Henry Sullivan calls his plastic composite railroad tie ``an environmentally positive cradle-to-cradle product,'' a label that many companies would like to use for their products today, given the focus on sustainability and environmental impact.
But the 67-year-old Sullivan - founder, chief strategist and chief scientist at TieTek LLC in Marshall, Texas - is proof that creating sustainable products that reduce environmental impact doesn't happen overnight.
His 14-year-old company has 700,000 ties in place today, made from recycled high density polyethylene and recycled tires. But annual production just recently hit 300,000 ties, and the company didn't have its own factory until 2000. TieTek is the wholly owned subsidiary and only business of North American Technologies Group Inc., also in Marshall.
Sullivan's company was one of eight that received environmental awards from the Plastics Environmental Division of the Society of Plastics Engineers at the Global Plastics Environmental Conference in Orlando. Sullivan had some advice to others trying to create products with a better environmental footprint: find patient investors, and remember that the product must perform within the existing system - only better than the product you are trying to replace.
``Railroads have 100-man crews and 22 pieces of equipment they use to replace ties,'' said Sullivan. ``They weren't about to change anything for us. If you don't have patient strategic investors, you can't do something like this.''
The annual production of TieTek composite railroad ties uses 50-60 million pounds of HPDE, and rubber from 1 million recycled tires. Use of the ties preserves 75,000 mature hardwood trees annually, conserves 1 trillion BTUs of energy, and eliminates the need to use creosote, which can be carcinogenic, said Sullivan. They cost twice as much as a hardwood railroad tie.
Working within existing parameters also is what Lear Corp. and Ford Motor Co. - which won the SPE award for the use of plastic materials from renewable sources - had to do in developing a flexible polyurethane foam from soybean oil to replace a polyol foam.
``This research project began six years ago,'' said Cynthia Flanigan, a technical specialist with Ford's Materials Research and Advanced Engineering Department.
In addition to the standard performance issues that had to be achieved, Flanigan said the two companies ``found that we had to develop different formulations for each different application. We also had to develop a new method of synthesis to reduce the associated odor of soy, and make sure we didn't increase cycle time'' in manufacturing.
According to a Ford/Lear life-cycle analysis, the use of the soybean-based foam product on seat backs and seat cushions of 2008 Ford Mustangs reduces carbon-dioxide emissions by 605,000 pounds annually, based on the replacement of 110,000 pounds of petroleum oil with soybean oil.
Brookfield, Conn.-based SPE also recognized three companies for creating closed-loop recycling systems, one for the use of recycled content, another for using a waste product to create a nonchlorinated carpet backing and another for creating an recyclable film alternative to chrome plating on vehicles.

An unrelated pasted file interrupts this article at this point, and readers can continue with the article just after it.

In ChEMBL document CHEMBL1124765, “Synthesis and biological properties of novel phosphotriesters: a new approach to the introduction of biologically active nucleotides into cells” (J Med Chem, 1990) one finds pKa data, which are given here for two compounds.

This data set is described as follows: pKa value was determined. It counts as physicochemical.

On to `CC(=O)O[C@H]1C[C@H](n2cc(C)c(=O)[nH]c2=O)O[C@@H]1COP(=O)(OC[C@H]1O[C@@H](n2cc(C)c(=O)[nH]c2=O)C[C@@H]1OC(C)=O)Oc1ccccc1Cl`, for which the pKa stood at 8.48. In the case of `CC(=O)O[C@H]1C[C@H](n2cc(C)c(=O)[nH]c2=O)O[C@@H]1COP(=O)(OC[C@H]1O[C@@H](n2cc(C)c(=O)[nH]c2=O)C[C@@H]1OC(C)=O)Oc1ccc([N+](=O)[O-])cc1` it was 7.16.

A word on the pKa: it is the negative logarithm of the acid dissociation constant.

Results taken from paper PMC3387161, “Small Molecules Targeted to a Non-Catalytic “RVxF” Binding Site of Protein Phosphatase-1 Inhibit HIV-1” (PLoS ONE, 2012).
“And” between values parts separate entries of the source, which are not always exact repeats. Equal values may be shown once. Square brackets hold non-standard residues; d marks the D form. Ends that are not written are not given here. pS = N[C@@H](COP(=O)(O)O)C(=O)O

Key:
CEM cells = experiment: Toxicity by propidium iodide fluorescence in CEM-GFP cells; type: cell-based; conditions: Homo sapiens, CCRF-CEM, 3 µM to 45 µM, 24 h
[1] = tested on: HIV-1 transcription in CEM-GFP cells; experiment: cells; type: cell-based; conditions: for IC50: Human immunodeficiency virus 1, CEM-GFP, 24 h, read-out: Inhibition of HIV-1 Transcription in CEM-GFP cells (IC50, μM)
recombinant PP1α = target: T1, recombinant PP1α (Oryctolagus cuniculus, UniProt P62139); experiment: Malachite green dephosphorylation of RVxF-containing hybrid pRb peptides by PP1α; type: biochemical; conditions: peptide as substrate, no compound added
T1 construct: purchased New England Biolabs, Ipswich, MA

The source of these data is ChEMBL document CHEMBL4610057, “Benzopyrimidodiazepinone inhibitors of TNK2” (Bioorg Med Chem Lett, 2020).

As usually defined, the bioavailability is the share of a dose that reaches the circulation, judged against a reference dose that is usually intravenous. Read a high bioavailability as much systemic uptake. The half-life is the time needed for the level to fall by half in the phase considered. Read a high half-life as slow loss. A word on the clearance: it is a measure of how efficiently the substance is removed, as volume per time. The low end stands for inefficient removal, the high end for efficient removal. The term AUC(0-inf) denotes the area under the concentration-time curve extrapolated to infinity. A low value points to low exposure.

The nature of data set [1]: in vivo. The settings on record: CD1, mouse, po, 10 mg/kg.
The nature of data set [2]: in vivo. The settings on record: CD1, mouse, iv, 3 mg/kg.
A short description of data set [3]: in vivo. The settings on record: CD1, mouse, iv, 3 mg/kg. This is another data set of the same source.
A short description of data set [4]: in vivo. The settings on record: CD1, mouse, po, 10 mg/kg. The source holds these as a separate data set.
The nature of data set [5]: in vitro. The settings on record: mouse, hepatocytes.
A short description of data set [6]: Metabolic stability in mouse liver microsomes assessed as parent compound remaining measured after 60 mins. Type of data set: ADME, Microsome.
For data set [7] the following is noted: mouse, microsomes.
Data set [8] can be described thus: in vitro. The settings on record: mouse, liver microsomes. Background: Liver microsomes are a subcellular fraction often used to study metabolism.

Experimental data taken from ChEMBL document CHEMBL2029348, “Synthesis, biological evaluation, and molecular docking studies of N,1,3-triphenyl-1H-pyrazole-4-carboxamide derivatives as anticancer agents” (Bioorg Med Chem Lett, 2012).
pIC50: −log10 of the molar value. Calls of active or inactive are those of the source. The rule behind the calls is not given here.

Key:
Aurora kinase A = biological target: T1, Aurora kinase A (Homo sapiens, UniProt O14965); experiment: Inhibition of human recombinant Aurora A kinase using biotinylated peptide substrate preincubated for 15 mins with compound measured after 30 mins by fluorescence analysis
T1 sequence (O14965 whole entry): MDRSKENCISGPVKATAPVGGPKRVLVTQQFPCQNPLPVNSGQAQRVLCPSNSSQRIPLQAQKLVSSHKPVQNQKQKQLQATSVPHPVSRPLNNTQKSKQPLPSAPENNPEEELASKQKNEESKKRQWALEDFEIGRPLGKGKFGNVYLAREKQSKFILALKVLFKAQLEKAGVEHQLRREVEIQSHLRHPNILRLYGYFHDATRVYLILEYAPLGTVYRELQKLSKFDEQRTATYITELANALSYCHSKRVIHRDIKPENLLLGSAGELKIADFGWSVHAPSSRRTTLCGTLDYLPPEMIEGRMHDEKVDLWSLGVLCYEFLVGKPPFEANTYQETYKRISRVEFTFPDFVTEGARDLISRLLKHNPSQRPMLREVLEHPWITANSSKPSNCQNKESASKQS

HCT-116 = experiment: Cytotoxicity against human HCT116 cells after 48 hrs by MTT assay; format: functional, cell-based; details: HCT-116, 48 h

The closed-loop winners:
* Interface Inc. of Atlanta for creating the industry's first completely closed-loop carpet-recycling system to turn recycled nylon 6/6 fiber back into new carpet fiber. Interface estimates that it will process 30 million pounds of carpet fiber annually on its first machine, which began operations last September. Interface has plans to install up to 20 machines across the United States during the next five years. The technology separates carpet face fiber from backing in a way that preserves the materials in a form suitable for recycling. It was developed by Post Consumer Carpet Processing Technologies in Capalle, Italy.
* Nextek Pty. Ltd. of Sydney, Australia, was recognized for its closed-loop recycling technology that enables the recycling of HDPE milk bottles back into food-grade milk bottles. In June, Dagenham, England-based Closed Loop Recycling Ltd. will open the first plant, in Dagenham, to use the Nextek technology.
* Hewlett-Packard Co. of Palo Alto, Calif., for developing a process that allows them to make inkjet cartridges with 70-100 percent recycled content, using glass-filled PET from returned cartridges and PET bottle flakes. After pilot projects the previous four years, HP said that it used more than 5 million pounds of recycled plastics in its inkjet cartridges in 2007, and expects to use twice that amount in 2008. HP said it has made more than 200 million cartridges with recycled PET to date.
The other winners:
* Tandus US Inc. of Dalton, Ga., for its 4-year-old Ethos nonchlorinated carpet backing that has 76 percent recycled content. It is made from polyvinyl butyral film recovered from recycled automotive windshields. PVB is an adhesive used in the windshield-manufacturing process.
* Injection molder Cascade Engineering Inc. of Grand Rapids, Mich., for its EcoCart solid-waste and recycling containers that debuted in 2007. The EcoCart uses 30-50 percent post-consumer resin that is layered between two layers of virgin HDPE.
* Soliant LLC of Lancaster, S.C., for its Fluorex bright film that can be used for chrome plating, eliminating the need to use plating chemicals and processes.